1465 Vista, El Cerrito

Click picture for additional photos and complete listing courtesy of Carla Della Zoppa, Pacific Union

Our featured home today is lovely mid-century jewel box perched atop the El Cerrito hills with broad panoramic views of the bay below. It was designed by local standout Henry Hill at the peak of his productivity and it demonstrates very readily his mature grasp of scale and massing and his uncanny ability to add unexpected pops of visual interest at will. It is a beautiful piece of architecture by one of the Bay Area’s best.

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89 Southampton, Berkeley

Click picture for additional photos and complete listing courtesy of Maya Trilling, Berkeley Hills

This sizable Berkeley hills mid-century was on the market a few years ago and was just as impressive then. It was originally designed by Gerald McCue but it was substantially remodeled by Joanne Koch of Koch Architects within the last decade. McCue’s trademark glazed gables are still present as is a good deal of exposed wood but almost nothing else has been left untouched. Fortunately the modifications are quite sensitive to the original aesthetic so the home still feels like a unified composition rather than a series of conflicting tableaus. It is rumored that McCue himself even blessed the alterations once complete.

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145 Duncan, Oakland

Click picture for additional photos and complete listing courtesy of Gunilla Lehmkuhl, Dudum

This lovely compact mid-century designed by John Hans Ostwald has some great features. It is sited on the bank of the Temescal creek with access to the house via a small truss foot bridge that spans the waterway. The home itself takes the form of a pyramid with a skylight at its apex and plenty of redwood lining the walls. The public rooms on the open upper level benefit from the views through the trees while the bedrooms down below enjoy the sounds of the creek rushing past.

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95 Parnassus, Berkeley

Click picture for additional photos and complete listing courtesy of Kathy Nitsan, Red Oak

This striking art moderne residence was a very forward looking piece of design when it was built in 1935. It was the result of a competition funded by General Electric to create a model of the “New American Home” complete with all of the latest GE appliances. There was even an electric dishwasher long before they were commonplace in American homes. Of course all of the fabulous vintage appliances are just a distant memory now, but fortunately much of the rest of the original detail remains, including a number of fantastic chrome embellishments in the living room.

The home was designed by local architect John Dinwiddie fairly early in his career and before his long and productive partnership with Henry Hill. Dinwiddie’s design was the winner among a crowded field of competitors likely because of its streamlined and futuristic appearance. Much of the work being done between the wars was still decidedly period revival in style, but Dinwiddie is clearly already taking early steps at this point toward the more fully developed modernism that would characterize most of his later work.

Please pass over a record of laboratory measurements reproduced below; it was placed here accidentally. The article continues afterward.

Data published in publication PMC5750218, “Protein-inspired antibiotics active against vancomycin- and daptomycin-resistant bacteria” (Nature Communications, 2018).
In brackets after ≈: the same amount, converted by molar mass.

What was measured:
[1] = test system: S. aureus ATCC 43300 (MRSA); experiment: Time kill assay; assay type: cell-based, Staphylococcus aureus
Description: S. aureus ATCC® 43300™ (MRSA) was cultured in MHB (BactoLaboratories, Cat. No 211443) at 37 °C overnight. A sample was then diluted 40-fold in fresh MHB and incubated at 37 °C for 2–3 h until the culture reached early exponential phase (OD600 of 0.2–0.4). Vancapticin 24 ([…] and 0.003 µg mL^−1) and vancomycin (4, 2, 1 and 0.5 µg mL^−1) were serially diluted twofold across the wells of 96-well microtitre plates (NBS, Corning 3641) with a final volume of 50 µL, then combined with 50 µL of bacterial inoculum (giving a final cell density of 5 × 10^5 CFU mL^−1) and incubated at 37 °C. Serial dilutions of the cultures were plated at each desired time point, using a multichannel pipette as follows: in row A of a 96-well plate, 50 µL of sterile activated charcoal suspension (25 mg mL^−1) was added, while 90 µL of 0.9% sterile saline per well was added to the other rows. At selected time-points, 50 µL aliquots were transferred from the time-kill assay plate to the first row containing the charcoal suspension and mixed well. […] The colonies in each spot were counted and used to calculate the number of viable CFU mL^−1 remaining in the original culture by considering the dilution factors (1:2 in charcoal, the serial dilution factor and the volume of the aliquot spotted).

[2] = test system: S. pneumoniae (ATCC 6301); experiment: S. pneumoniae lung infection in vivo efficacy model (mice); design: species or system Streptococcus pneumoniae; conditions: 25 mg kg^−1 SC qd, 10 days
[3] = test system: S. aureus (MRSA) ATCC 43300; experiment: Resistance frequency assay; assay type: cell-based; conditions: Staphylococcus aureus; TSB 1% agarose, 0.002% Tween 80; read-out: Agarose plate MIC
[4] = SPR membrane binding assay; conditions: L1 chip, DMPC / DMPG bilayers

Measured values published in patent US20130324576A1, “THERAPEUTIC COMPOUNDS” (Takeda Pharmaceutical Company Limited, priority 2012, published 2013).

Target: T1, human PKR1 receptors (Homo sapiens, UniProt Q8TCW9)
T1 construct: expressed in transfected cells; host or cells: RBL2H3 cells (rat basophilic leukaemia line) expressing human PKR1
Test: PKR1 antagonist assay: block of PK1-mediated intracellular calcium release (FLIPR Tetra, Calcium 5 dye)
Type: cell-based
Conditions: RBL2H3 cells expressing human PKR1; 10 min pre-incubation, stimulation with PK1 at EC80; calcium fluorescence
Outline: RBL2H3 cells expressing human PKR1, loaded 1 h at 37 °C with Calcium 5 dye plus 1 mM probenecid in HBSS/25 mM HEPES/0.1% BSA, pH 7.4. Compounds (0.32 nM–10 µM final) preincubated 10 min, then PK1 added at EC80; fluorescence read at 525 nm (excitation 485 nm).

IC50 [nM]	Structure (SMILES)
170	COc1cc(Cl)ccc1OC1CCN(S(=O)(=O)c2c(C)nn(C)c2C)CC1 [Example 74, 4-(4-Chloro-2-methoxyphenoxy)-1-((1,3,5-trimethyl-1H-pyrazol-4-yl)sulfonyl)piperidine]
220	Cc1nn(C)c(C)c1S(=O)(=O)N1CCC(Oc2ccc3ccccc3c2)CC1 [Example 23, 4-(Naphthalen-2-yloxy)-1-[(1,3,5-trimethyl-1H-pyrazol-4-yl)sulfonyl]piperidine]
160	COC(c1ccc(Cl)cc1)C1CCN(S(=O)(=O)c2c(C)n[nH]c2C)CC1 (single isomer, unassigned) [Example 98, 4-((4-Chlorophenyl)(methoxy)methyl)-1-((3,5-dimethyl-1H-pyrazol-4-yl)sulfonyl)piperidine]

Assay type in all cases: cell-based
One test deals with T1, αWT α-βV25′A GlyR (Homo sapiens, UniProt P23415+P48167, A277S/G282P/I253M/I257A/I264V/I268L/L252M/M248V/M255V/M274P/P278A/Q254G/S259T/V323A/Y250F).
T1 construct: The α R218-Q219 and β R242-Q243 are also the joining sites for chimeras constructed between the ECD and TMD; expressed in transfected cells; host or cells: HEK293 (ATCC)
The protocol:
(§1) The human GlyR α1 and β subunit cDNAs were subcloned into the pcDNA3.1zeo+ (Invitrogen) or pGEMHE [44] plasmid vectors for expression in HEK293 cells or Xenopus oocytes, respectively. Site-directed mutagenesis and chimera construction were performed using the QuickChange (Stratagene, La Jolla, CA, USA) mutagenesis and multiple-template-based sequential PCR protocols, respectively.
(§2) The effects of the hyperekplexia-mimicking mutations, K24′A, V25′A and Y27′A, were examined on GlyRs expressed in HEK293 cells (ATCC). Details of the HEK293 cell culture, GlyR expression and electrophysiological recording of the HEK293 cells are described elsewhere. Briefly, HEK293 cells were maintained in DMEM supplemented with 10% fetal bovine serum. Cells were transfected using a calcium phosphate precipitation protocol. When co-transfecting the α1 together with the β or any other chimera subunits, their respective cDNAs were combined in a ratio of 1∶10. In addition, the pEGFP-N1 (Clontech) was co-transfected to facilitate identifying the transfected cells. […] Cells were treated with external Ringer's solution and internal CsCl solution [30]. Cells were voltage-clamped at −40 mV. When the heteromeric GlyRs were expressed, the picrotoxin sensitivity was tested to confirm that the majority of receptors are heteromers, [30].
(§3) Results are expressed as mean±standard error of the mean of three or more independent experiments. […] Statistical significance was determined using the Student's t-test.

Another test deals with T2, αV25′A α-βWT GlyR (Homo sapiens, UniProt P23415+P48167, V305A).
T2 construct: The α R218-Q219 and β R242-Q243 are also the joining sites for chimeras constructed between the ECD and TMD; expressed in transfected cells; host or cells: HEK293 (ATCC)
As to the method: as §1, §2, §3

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686 Mariposa, Oakland

Click picture for additional photos and complete listing courtesy of Brian Cheek, Keller Williams

There is no mention of it in the listing, but according to at least one reliable source, this lovely shingled craftsman is the work of Julia Morgan. It is without doubt a highly symmetrical and very finely detailed home, so the attribution seems quite plausible. The grand interiors boast an abundance of woodwork, generous rooms, and an extremely charming inglenook. It is a beautiful example of First Bay Region architecture by a very talented local designer.

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771 San Diego, Berkeley

Click picture for additional photos and complete listing courtesy of Bebe McRae, Grubb

It has been a little over three years since Donald Olsen passed away, but the impact that he had on the architecture of the Bay Area is still palpable. Olsen cut his own path at a time when modernism in Northern California was decidedly woodsy and rustic. His homes were pure and unadorned formal expressions that stood out even in the very crowded field of talented local architects in which he found himself.

The home we feature today is one of a cluster of Olsen-designed structures on San Diego Road. It is a particularly special example because it is the home that Donald shared with his wife Helen for over sixty years, raising their family, and entertaining clients and students alike. It is a fitting monument to the great quality and indeed rigor of Bay Area architecture during the 1950s.

Posted in Architect-Designed, Donald Olsen, International Style, Mid-Century | 1 Comment

515 Miner, Orinda

Click picture for additional photos and complete listing courtesy of Laura Abrams, Coldwell Banker

The Richard Breuner house is a fairly early design by long time dean of architecture at UC Berkeley, William Wurster. It is difficult to discern today just how revolutionary Wurster’s work was at the time because so many of the homes built in the 50s and 60s were based on his ideas; but this home was built in 1938 at a time when most architects were still designing in period revival styles. The Breuner brothers were regular clients of Wurster’s from as early as the 1920s. They had inherited the successful Breuners Home Furnishings from their father and valued Wurster’s simple unadorned spaces in which to display their wares. Richard Breuner would have Wurster back every decade or so to add a little something to this home so it acts as a particularly interesting catalog of his evolving style over the years.

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